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Taking advantage of office hours

| Tuesday, September 5, 2017

During one of my classes last week, my professor briefly mentioned that there was a meeting that might interfere with his office hours, so he wanted to poll the room and see if anyone was planning on being there.

No one raised their hands.

We then spontaneously ushered into a conversation about the role of office hours at Notre Dame, and why there seems to be a stigma surrounding the idea of talking to one’s professors outside of class. My professor asked what the reasoning was behind the lack of interest, and while some talked of bad experiences and time constraints, really no one gave a good answer.

That’s because there isn’t a good one.

The reality is that the majority of students view office hours as a resource of necessity. Get a bad grade on a test? Office hours. Can’t figure out the homework? Office hours. Need a letter of recommendation? You guessed it. It may be twisted, but it’s a reality that exists. Students at Notre Dame do have a lot on their plate, and for many, school is simply a piece to the puzzle. There’s always talk of building relationships with professors or pursuing academic interests outside of the classroom, and while I certainly think it adds a whole new dimension to scholarly work, for the students that don’t see the “scholarly” part of the equation, there really isn’t a need to pursue it.

But my professor brought up a great point. For the vast majority of professors, students are a huge priority. If one comes with a question or concern, they’d be happy to take time to answer them — it’s why they are mandated to set aside time for this situation. For students however, just because they are optional doesn’t mean that they should be ignored. Regardless of it pertaining to class or not, students should be utilizing one of the best resources available to them in a college setting to help answer questions that interest or trouble them.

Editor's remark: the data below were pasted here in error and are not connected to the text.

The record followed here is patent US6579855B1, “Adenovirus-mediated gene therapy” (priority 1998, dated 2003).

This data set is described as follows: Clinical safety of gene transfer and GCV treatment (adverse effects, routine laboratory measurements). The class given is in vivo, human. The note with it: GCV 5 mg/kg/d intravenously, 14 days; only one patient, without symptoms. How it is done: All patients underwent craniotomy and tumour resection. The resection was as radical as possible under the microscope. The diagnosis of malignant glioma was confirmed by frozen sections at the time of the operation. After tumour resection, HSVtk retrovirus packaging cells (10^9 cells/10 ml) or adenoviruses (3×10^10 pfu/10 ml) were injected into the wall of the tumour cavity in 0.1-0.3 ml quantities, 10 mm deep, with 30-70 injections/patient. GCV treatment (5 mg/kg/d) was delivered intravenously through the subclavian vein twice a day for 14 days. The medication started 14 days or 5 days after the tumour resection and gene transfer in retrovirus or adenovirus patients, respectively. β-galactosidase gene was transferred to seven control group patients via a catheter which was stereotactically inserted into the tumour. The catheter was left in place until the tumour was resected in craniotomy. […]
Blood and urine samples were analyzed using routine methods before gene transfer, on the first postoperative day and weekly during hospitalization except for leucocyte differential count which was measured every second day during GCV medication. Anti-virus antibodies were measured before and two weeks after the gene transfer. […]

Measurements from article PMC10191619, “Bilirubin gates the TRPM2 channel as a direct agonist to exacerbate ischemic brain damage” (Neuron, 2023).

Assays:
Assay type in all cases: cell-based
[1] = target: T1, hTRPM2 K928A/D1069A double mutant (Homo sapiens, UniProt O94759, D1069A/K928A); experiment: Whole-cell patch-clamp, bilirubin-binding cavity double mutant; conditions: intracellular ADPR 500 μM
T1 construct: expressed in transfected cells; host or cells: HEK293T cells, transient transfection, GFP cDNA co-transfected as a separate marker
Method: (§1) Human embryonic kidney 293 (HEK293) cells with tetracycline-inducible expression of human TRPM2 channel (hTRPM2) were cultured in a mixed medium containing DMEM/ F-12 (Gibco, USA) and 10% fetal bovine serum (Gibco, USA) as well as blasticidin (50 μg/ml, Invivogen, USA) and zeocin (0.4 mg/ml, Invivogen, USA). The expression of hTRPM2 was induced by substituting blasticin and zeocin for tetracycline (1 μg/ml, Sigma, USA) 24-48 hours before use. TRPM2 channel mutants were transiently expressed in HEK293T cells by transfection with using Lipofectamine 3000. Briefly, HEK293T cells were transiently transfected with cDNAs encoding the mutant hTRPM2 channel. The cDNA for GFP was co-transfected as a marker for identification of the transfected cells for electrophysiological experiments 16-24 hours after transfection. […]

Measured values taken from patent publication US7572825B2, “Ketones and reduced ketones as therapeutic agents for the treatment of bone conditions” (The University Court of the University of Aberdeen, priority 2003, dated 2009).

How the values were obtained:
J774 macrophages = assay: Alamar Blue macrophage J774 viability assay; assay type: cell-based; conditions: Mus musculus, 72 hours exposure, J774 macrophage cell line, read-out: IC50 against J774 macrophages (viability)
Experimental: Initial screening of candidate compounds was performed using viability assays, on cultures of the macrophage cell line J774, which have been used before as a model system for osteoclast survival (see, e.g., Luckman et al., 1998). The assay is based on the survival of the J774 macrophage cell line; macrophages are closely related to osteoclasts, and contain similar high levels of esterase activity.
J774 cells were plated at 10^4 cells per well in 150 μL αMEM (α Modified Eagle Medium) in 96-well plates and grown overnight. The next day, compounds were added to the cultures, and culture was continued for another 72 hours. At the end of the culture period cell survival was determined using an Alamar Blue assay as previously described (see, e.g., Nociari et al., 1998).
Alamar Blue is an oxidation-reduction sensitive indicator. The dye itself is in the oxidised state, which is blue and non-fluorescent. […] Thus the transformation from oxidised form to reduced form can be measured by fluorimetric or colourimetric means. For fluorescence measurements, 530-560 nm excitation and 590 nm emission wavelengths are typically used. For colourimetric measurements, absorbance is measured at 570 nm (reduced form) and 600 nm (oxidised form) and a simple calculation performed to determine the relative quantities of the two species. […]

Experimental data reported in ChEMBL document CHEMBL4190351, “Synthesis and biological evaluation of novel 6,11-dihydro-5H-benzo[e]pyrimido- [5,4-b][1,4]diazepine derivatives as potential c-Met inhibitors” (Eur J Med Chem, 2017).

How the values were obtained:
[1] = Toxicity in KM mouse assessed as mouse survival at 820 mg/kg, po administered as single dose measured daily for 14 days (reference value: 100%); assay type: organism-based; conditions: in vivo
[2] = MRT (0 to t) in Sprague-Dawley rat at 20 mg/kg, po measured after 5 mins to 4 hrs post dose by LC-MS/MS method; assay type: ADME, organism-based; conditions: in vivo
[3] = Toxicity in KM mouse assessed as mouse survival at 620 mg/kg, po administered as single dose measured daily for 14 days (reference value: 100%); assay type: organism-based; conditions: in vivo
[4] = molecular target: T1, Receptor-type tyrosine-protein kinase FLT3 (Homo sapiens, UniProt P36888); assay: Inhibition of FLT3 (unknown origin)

Learning is a lifelong pursuit, and for four short years, a college student has an incredible opportunity to learn a whole lot just by talking to the experts. While only a fraction of the undergraduate body will end up earning doctorates in fields of academia, the lessons we learn and fields of interest we pursue now still have intrinsic and inherent value.

Now, I’ve definitely fallen into the same trend as many of my peers have done. In the times I have gone to office hours over the past three years, only a handful have been to explore questions outside of lecture, and they’ve always been class-related. Moving forwards, however, I hope to change that outlook. Instead of viewing office hours as a resource to help my grade, I hope to utilize such a tremendous opportunity to not only learn about interesting things, but also to get to better know the incredibly smart and dedicated faculty at Notre Dame.

One of my biggest takeaways from my time at Notre Dame so far has been the incredible amount of intelligence and drive that people here possess. I’ve been thoroughly impressed by many of my fellow classmates and friends who manage to balance their schoolwork and social life with career and extracurricular aspirations, but sometimes it’s okay to slow down a little and enjoy the ride. Life isn’t always about looking ahead to the next deadline or exam, sometimes it’s not only good to pursue things that aren’t necessary, it’s also important. For me, a college student, appreciating office hours is one of the first steps.

The views expressed in this column are those of the author and not necessarily those of The Observer.

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About Tobias Hoonhout

Toby is a junior PLS/Economics double major from Smithtown, New York.

Contact Tobias